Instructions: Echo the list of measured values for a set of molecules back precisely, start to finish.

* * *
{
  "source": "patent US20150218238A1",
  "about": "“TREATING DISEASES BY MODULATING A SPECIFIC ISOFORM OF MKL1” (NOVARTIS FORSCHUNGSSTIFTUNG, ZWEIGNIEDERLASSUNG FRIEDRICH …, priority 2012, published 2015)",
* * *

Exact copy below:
{
  "source": "patent US20150218238A1",
  "about": "“TREATING DISEASES BY MODULATING A SPECIFIC ISOFORM OF MKL1” (NOVARTIS FORSCHUNGSSTIFTUNG, ZWEIGNIEDERLASSUNG FRIEDRICH …, priority 2012, published 2015)",